By Rajasree Pai, M.D.
This young doctor reflects on the primary care residency that allowed her to build the types of relationships with patients that attract students to primary care in the first place. Residencies that accurately represent primary care are the "need of the hour" for training and maintaining primary care docs, she says.
During my second year of residency, I made house visits with the veteran’s clinic staff as part of my geriatric rotation. I met many veterans and their families. Examining a patient in his own environment was a novel experience for me, through which I built relationships that I might not have in a more traditional internal medicine residency program. I never would have met Mr. M nor would I have gotten this real life experience with a private doctor in outpatient primary care. But as a resident in the University of Connecticut’s Primary Care Internal Medicine program, I spent a part of my second and third years working with private physicians in the outpatient setting.
The Primary Care Internal Medicine program at UConn aims to address the current trend of medical students and residents opting to sub-specialize rather than practice primary care. Health care workers and policymakers who have looked into the reasons for the trend have proposed, among other strategies, improving physician-patient relationships developed in primary care residencies. Uconn’s program strives to do exactly that.
UConn’s is one of only 16 programs in the United States that focuses on primary care internal medicine. However, very few students and policy makers are aware of the existence of these programs and their potential role in building the new generation of primary care physicians.
Unlike most internal medicine programs, this three-year program divides residents’ time equally over inpatient and outpatient settings with emphasis on office practice, continuity of care, and health promotion – cornerstones of primary care and likely what attracts medical students to the field in the first place.
Total call blocks in the first year are limited to six. This makes a striking contrast to most traditional Internal Medicine programs that include nine to eleven blocks the first year of predominantly or only inpatient rotations.
During the mandatory four-week geriatrics blocks in my first and third years, I rotated through the veteran’s hospital, community hospitals and health centers. In these blocks, I learned to manage elderly patients taking multiple medications, which will be key in caring for an aging population in the primary care setting. But perhaps more notable was the opportunity the geriatrics block provided to care for patients in their own communities by conducting house visits. This provided a unique opportunity to see first-hand many of the socioeconomic concerns that may impact my patients’ illnesses and thereby strengthened our relationships.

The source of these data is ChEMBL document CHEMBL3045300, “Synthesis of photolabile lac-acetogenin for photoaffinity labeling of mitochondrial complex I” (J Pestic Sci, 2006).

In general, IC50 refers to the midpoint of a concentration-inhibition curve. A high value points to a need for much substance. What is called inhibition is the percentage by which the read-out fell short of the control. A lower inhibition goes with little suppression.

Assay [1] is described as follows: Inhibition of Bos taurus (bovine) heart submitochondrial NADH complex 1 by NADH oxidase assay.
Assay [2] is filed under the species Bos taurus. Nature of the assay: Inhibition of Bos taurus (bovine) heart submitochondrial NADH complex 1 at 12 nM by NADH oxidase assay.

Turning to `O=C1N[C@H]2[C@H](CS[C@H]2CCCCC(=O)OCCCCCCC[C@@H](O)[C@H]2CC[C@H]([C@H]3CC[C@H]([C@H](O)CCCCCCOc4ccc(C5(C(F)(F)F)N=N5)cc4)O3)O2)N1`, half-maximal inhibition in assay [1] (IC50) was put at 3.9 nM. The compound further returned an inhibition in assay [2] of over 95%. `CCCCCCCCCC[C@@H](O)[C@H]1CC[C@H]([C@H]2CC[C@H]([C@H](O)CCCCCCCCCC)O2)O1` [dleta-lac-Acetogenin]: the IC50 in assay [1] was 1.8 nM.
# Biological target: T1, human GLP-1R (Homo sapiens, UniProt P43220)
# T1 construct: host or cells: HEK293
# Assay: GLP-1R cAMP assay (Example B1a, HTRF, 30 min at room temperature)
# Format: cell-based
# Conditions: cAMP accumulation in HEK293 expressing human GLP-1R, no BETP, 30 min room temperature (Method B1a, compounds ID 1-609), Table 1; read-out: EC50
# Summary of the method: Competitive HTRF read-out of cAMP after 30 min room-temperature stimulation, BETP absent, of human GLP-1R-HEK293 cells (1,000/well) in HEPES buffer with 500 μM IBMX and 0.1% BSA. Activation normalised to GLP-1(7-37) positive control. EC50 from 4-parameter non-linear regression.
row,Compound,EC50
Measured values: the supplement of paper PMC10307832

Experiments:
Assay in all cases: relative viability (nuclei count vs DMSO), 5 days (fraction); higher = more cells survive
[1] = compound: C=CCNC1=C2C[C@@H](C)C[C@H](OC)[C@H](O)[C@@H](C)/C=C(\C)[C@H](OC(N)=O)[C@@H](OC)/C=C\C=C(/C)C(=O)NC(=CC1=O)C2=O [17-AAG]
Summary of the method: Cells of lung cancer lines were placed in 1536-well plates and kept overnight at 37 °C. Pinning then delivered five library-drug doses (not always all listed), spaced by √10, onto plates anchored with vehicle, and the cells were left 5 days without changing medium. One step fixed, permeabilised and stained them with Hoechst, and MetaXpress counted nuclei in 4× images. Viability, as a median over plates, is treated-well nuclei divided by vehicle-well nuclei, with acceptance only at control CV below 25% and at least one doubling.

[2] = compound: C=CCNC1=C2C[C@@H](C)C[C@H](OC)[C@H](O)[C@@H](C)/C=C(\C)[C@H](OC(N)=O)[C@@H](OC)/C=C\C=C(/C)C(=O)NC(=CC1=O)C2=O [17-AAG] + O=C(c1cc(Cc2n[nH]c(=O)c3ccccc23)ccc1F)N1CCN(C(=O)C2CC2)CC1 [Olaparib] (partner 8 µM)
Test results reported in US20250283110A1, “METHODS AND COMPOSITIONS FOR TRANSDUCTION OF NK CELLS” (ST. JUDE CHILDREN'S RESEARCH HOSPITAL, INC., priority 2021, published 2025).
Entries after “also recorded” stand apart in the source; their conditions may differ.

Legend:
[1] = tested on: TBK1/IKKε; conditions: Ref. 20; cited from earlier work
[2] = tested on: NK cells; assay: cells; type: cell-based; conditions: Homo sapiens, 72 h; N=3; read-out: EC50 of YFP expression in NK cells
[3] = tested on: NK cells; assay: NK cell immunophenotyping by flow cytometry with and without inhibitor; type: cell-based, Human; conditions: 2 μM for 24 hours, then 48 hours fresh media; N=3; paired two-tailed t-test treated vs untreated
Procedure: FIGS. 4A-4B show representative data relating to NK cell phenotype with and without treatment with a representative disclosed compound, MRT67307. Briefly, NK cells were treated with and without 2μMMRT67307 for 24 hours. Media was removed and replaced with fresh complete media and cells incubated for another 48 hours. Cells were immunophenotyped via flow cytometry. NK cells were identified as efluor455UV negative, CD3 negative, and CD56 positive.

In the month spent in outpatient specialty clinics, I had the opportunity to work with specialists and apply the knowledge I gained with them to my primary care practice. It was due to this rotation that I was able to identify sezary syndrome – a type of cutaneous T-cell lymphoma – in a patient later on.
Residents spend time with the diabetes control team at the Joslin Diabetic Center to prepare us as primary care physicians to manage diabetic patients who will likely comprise a great part of our patient population. There, training is provided on diabetes education, insulin pumps, continuous glucose monitors, and podiatry for diabetic patients. The diabetes and specialty clinic rotations are unique to primary care residency programs and not found in traditional internal medicine residencies.
During the month of musculoskeletal medicine rotation, residents spend part of their time in the occupational medicine clinic, where they get an understanding of disability applications when they are asked to decide whether to approve or deny the disability applications of patients who have incurred work-related injuries.
Now at the end of my residency, I feel that this program has equipped me with comprehensive exposure to the kinds of patients I will care for in my practice, helping to reiterate and sustain my passion for primary care. It has trained me to better understand my patients and build stronger relationships with them. Primary care residencies that teach primary care are the need of the hour to encourage and guide young physicians to practice and stay in primary care.
Rajasree Pai, M.D., attended medical school in Trivandrum, India. She completed University of Connecticut’s primary care residency this spring.